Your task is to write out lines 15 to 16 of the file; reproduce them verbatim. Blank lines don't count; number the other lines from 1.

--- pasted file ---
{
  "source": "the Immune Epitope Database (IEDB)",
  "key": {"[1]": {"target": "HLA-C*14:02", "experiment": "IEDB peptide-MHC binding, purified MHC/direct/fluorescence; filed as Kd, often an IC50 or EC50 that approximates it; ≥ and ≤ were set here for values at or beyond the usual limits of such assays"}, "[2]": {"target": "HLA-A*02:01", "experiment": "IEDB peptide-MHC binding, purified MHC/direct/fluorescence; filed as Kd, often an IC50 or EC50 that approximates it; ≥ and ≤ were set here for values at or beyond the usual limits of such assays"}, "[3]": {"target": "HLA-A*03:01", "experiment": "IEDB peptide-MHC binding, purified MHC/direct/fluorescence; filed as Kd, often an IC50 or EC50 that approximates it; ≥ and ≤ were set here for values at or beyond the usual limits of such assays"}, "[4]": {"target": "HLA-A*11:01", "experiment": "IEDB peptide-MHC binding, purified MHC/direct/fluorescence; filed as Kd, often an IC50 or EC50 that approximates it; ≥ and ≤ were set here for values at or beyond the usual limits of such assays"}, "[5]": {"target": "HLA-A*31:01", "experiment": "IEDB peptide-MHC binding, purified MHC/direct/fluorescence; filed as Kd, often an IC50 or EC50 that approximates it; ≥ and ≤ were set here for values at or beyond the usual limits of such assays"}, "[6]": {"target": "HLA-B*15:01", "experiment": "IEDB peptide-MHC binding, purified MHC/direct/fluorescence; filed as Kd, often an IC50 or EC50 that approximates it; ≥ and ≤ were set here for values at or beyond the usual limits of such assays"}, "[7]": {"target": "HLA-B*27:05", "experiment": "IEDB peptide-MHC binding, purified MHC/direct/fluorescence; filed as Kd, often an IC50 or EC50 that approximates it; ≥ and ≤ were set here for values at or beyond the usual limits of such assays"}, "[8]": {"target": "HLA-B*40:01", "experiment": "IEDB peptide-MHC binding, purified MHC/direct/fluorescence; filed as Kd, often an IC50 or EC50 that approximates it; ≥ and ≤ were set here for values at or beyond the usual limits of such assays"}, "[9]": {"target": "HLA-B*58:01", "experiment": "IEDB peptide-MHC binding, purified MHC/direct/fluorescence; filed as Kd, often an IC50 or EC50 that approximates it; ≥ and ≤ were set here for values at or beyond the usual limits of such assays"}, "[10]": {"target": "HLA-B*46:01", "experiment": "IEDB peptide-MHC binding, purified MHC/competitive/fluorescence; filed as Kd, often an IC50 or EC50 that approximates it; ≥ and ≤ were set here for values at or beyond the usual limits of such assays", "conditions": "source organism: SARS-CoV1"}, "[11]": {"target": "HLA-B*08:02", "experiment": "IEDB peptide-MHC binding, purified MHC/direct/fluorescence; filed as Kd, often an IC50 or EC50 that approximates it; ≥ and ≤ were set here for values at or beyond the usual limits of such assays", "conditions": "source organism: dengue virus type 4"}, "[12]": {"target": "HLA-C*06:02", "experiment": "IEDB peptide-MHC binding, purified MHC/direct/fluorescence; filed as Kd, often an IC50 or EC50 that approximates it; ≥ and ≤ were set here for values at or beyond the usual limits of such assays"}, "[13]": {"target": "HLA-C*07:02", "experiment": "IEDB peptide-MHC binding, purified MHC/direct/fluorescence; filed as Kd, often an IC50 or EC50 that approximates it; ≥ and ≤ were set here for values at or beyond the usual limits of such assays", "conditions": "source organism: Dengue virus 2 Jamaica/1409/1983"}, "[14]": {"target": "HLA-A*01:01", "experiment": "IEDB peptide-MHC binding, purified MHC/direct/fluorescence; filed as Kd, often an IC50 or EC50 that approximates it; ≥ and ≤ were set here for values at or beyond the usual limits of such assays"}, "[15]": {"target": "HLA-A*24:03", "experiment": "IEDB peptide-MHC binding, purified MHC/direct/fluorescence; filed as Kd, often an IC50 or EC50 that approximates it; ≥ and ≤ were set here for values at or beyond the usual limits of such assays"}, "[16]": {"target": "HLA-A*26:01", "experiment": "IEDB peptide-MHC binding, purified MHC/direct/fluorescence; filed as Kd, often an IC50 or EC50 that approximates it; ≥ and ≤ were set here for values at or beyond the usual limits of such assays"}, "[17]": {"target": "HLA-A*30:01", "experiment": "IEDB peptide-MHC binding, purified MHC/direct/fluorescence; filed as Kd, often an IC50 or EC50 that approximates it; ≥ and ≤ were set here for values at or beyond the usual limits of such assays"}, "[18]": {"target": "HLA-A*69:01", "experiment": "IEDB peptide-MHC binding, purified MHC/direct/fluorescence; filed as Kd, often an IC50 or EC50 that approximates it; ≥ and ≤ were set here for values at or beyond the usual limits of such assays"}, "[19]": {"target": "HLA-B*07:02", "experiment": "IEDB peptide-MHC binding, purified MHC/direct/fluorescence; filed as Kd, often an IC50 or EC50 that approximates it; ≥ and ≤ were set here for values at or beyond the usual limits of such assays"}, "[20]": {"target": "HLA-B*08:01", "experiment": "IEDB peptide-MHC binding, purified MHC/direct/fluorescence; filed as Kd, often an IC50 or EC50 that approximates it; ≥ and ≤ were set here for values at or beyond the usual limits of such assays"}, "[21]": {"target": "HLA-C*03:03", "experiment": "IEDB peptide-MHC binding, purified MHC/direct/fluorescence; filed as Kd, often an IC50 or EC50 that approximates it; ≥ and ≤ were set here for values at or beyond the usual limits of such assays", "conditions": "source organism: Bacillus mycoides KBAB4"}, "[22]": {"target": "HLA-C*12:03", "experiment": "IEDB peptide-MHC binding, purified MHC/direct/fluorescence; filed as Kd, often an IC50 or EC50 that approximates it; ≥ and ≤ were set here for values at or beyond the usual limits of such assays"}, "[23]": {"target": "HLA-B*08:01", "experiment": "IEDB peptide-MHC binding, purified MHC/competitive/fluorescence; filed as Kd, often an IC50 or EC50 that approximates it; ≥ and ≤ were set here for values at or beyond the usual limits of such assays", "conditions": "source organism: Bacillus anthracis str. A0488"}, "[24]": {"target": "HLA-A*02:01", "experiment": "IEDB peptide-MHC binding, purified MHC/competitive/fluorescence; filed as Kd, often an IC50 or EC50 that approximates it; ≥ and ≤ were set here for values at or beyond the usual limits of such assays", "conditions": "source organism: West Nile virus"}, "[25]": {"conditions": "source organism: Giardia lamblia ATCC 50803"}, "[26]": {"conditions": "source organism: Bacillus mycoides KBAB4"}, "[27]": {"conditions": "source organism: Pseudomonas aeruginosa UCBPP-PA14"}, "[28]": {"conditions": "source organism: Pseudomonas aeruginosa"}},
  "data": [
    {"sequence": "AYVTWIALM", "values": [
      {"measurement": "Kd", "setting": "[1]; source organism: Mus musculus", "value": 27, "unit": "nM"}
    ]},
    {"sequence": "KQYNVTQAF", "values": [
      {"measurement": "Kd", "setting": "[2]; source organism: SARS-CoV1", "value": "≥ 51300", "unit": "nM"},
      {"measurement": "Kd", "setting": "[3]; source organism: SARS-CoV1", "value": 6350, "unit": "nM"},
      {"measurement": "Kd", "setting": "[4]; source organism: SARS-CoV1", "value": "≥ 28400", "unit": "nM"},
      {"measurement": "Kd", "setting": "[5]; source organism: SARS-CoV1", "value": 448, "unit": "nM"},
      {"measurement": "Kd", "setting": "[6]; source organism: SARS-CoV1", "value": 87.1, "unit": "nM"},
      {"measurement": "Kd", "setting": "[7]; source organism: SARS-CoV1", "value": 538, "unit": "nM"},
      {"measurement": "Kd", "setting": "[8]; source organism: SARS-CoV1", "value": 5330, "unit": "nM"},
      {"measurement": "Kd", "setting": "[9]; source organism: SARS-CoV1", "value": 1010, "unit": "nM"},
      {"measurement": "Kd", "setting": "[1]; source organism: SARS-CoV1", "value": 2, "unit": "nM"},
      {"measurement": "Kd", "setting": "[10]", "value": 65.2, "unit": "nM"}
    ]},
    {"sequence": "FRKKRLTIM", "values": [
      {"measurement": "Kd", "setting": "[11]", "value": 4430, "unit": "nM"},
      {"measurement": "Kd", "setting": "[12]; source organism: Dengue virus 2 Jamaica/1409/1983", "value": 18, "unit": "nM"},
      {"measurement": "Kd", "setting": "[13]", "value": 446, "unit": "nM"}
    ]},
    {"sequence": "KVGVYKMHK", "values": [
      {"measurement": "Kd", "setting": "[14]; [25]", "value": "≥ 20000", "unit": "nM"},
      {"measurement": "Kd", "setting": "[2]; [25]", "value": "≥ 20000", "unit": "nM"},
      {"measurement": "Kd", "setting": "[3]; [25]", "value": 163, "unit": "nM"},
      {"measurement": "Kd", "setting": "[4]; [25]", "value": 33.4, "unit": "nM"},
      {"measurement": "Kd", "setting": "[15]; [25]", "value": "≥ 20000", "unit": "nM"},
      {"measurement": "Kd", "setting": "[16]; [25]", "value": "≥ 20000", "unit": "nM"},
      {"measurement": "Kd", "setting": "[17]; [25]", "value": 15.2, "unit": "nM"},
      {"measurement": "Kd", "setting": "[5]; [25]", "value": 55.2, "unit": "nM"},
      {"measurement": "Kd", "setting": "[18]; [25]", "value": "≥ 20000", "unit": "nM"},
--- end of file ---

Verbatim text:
      {"measurement": "Kd", "setting": "[8]; source organism: SARS-CoV1", "value": 5330, "unit": "nM"},
      {"measurement": "Kd", "setting": "[9]; source organism: SARS-CoV1", "value": 1010, "unit": "nM"},